This alternative DevOps approach means that developers will get fast feedback on how their code is performing, and they can address any imperfections quickly because they have great insight into how their code works.
So I urge you: coach your developers to ensure that they are designing observable systems that have sufficient monitoring and alarming in place to enable them to respond directly and quickly as soon as something starts to go wrong. With this approach, you’ll incur fewer outages of significance, you’ll end up delivering features at higher cadence, and you won’t need heroes.
People often look at me in a weird way when I talk about yak shaving. Which is understandable: it’s pretty obscure. It’s not quite the same thing, but it shares many traits with the term toil that is used in site reliability engineering.
The net of it is that you’ve got this one simple task that needs to be performed, but in order to accomplish that task you have to take care of a bunch of other things first, and end up finding yourself doing something obscenely irrelevant.
In part, yak shaving can be a symptom of silos: I’ve seen cases where a team that is responsible for a system doesn’t have time to make a change required for another team, and so the second team builds an entirely new layer of code on top of that first system, since the cost of waiting for the right change becomes unbearable. Similarly, I’ve seen cases where layers of code are added to an application because nobody is sure how that code operates and is afraid of breaking it.
As another example, it should be easy and of low cognitive load to push your change to production. In practice, however, it’s common to develop a volume of ritual and complexity that make production changes burdensome. Dilbert Comic Strip on 2008-05-11 | Dilbert by Scott Adams The Official Dilbert Website featuring Scott Adams Dilbert strips, animation, mashups and more starring Dilbert…dilbert.com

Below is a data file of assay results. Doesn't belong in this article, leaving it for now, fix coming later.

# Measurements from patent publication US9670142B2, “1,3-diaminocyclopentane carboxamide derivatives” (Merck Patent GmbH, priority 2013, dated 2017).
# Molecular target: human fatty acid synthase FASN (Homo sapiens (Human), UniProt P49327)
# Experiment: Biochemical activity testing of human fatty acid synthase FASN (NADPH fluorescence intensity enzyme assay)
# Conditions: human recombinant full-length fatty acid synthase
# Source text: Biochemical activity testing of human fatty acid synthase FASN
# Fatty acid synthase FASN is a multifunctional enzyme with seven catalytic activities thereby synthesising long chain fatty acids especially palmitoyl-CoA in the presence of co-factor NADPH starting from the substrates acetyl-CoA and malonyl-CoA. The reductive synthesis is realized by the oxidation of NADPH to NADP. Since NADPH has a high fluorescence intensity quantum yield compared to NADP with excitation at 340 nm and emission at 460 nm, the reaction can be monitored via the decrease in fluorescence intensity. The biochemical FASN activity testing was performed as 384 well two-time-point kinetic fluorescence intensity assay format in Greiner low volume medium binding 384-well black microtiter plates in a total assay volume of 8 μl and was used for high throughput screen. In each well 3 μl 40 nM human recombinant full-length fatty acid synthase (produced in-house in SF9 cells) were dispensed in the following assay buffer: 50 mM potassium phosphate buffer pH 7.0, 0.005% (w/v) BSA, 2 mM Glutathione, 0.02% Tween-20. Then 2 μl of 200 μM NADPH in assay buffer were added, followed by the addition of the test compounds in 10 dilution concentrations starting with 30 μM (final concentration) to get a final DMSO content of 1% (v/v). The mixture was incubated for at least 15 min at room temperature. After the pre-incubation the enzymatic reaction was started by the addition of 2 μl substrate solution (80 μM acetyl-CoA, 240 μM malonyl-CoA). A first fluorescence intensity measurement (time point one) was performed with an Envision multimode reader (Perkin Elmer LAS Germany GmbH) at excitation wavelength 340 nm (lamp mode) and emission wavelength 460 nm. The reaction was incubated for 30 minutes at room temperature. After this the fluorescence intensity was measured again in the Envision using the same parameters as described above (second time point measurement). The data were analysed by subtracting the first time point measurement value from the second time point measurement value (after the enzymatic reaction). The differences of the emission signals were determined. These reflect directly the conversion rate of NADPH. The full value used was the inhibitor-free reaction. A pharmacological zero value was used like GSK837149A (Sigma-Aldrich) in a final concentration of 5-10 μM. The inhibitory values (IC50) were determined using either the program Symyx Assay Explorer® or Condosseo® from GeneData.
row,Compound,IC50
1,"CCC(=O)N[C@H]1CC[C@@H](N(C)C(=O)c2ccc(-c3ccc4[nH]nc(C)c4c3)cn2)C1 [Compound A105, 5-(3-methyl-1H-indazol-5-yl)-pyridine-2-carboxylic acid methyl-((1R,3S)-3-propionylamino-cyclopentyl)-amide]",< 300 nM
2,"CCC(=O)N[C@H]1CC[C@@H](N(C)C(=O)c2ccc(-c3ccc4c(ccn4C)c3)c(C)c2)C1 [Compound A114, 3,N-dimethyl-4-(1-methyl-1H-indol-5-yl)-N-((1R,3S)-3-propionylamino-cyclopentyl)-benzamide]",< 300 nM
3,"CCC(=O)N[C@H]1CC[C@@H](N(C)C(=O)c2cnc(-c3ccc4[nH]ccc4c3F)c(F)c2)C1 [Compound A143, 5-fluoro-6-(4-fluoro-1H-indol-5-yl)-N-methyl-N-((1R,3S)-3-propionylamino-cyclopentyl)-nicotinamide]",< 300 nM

When changes to production become burdensome, there’s a temptation to cluster several-to-many changes together for deployment with the view that this is more efficient. Unfortunately, rather than increasing efficiency, this makes it harder to determine which one of a batch of changes caused a production outage, and the time required to isolate what caused the outage will grow exponentially.
I’ve seen changes take months to find their way into a production deployment. I can’t usually remember what I coded a couple of weeks ago, let alone months. This loose feedback cycle makes troubleshooting hard, and will inevitably cause extended downtime.
In the short term, it’s important to start to recognize which bits of your ritual involve shaving yaks. In the medium term, think about what you can do to simplify your workflow, whether it’s fixing broken systems or processes, automating repetitive tasks, or eliminating unnecessary complexity.
Putting it all Together
I didn’t see the terms heroes, silos, and yak shaving in a book (or a tee shirt), I experienced it firsthand coming into several organizations. When you get to the other side of the transition, you won’t want to go back.
Generally speaking, although organizations want to do the right thing, there is a natural tendency to add process and complexity in order to restrict opportunity for repeat mistakes, divide work to provide niches for high performers with a view to improving scalability, and drive top-down control without the same level of understanding as that available to those “on the ground”.
Unfortunately, these naive control-based approaches that are intended to improve safety and efficiency will have the reverse effect. It’s easy to miss the impact of a change without a sufficient closed feedback cycle in place to empirically measure the effect of change.
The net of this is that it’s important to coach and instill a sense of ownership into those able to make the best empirical decisions based on measurement, driving homogeneity, and minimizing overheads. This in turn will help drive faster and more effective feedback cycles.
Then again, looking at the headline image for this post, egos and blame are another thing all together…
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This article originally appeared on Medium.